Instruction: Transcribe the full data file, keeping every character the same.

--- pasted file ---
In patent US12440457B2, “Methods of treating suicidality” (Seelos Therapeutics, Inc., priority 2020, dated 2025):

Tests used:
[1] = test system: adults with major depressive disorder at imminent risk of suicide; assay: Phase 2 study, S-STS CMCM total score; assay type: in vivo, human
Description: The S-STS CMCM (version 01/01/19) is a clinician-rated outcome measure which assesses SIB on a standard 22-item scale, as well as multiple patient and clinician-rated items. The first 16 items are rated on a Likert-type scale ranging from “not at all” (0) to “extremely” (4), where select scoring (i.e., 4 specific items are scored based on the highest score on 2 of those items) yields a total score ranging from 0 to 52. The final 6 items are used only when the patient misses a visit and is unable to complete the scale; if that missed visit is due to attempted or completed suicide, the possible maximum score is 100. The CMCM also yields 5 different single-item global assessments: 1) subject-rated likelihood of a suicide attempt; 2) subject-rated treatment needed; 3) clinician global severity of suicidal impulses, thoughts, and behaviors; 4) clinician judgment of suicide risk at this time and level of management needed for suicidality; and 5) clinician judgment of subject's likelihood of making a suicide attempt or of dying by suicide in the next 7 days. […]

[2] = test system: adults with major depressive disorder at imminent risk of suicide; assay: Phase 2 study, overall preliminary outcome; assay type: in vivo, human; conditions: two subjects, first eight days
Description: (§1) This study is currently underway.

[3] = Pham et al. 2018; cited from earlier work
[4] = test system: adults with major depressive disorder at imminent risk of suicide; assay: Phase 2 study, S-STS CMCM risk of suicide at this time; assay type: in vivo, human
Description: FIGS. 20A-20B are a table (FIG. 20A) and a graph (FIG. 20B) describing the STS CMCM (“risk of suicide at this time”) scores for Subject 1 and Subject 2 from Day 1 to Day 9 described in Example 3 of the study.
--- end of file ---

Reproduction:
In patent US12440457B2, “Methods of treating suicidality” (Seelos Therapeutics, Inc., priority 2020, dated 2025):

Tests used:
[1] = test system: adults with major depressive disorder at imminent risk of suicide; assay: Phase 2 study, S-STS CMCM total score; assay type: in vivo, human
Description: The S-STS CMCM (version 01/01/19) is a clinician-rated outcome measure which assesses SIB on a standard 22-item scale, as well as multiple patient and clinician-rated items. The first 16 items are rated on a Likert-type scale ranging from “not at all” (0) to “extremely” (4), where select scoring (i.e., 4 specific items are scored based on the highest score on 2 of those items) yields a total score ranging from 0 to 52. The final 6 items are used only when the patient misses a visit and is unable to complete the scale; if that missed visit is due to attempted or completed suicide, the possible maximum score is 100. The CMCM also yields 5 different single-item global assessments: 1) subject-rated likelihood of a suicide attempt; 2) subject-rated treatment needed; 3) clinician global severity of suicidal impulses, thoughts, and behaviors; 4) clinician judgment of suicide risk at this time and level of management needed for suicidality; and 5) clinician judgment of subject's likelihood of making a suicide attempt or of dying by suicide in the next 7 days. […]

[2] = test system: adults with major depressive disorder at imminent risk of suicide; assay: Phase 2 study, overall preliminary outcome; assay type: in vivo, human; conditions: two subjects, first eight days
Description: (§1) This study is currently underway.

[3] = Pham et al. 2018; cited from earlier work
[4] = test system: adults with major depressive disorder at imminent risk of suicide; assay: Phase 2 study, S-STS CMCM risk of suicide at this time; assay type: in vivo, human
Description: FIGS. 20A-20B are a table (FIG. 20A) and a graph (FIG. 20B) describing the STS CMCM (“risk of suicide at this time”) scores for Subject 1 and Subject 2 from Day 1 to Day 9 described in Example 3 of the study.